I was diagnosed with Burkitt's Lymphoma in 2010. That is also when I discovered that I was HIV +. When I was diagnosed, my CD4 count was 70. Treatment was successful, I am considered cured, and my CD4 count is consistently in the 500's.
I read recently that, even though longevity is increasing for HIV + people, people who begin treatment with a low CD4 count will probably live a shorter period of time.
Do you feel this is true?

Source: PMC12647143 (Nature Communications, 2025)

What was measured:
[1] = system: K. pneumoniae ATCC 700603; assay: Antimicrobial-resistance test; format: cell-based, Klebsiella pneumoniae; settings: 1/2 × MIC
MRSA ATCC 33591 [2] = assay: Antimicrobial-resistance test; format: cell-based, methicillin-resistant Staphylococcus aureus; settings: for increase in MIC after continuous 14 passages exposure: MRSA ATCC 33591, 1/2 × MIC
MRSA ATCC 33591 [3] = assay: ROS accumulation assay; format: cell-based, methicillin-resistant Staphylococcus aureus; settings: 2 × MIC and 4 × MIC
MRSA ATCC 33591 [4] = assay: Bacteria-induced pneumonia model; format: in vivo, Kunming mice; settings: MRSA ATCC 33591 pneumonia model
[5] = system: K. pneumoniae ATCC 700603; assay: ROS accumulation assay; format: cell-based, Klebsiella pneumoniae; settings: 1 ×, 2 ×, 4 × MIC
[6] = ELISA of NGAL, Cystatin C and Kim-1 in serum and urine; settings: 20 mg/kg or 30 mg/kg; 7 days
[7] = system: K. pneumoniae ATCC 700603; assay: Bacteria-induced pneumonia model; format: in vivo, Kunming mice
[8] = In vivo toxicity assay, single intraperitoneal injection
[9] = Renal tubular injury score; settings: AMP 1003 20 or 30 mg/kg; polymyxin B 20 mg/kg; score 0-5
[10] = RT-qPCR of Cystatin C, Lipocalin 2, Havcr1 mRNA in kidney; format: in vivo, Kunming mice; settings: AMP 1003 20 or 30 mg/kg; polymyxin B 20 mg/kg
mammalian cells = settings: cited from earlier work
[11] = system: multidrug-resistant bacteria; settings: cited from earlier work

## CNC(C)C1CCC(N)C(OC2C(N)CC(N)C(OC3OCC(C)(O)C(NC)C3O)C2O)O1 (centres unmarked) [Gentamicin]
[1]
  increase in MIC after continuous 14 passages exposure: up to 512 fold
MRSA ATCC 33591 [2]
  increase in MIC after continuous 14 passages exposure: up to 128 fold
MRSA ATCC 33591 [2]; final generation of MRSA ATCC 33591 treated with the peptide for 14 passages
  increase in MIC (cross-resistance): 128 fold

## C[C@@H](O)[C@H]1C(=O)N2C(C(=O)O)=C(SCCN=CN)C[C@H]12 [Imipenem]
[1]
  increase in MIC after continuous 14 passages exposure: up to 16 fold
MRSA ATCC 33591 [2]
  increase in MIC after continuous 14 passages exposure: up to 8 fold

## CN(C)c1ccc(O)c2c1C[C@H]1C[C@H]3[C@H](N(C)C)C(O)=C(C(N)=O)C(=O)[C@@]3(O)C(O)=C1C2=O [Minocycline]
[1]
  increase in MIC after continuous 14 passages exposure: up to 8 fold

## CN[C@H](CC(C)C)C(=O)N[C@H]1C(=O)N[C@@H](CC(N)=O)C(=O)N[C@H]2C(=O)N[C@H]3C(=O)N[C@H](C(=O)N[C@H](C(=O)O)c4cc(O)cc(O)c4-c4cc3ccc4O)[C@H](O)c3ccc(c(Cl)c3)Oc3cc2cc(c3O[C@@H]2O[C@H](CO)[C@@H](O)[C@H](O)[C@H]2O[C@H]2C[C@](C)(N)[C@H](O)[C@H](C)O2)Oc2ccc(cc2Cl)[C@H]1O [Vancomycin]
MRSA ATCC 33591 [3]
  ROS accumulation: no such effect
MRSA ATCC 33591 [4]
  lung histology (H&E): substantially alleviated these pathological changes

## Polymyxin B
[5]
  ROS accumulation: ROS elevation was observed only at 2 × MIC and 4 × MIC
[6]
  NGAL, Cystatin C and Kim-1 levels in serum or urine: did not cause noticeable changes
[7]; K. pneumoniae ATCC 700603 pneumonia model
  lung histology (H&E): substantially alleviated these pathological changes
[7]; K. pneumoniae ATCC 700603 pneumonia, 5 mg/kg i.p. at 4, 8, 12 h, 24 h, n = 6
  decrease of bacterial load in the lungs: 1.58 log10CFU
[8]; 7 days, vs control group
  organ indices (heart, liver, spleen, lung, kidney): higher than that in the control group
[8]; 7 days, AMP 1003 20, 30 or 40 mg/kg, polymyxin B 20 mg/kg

First, you have had a fabulous response to both HIV treatment and lymphoma treatment. Yes, there are published studies which suggest people with low CD4 counts (in general < 200) when they start HIV treatment could live a shorter period. But this depends on many factors including age at infection, other ongoing medical conditions, family history and underlying genetics, and lifestyle decisions (i.e.e, smoking, etc.), among others. In addition, the longer one continues to maintain and undetectable HIV viral load, and the higher the CD4 count is maintained (say in the normal range), can also mitigate the effect of low CD4 count prior to treatment on longevity.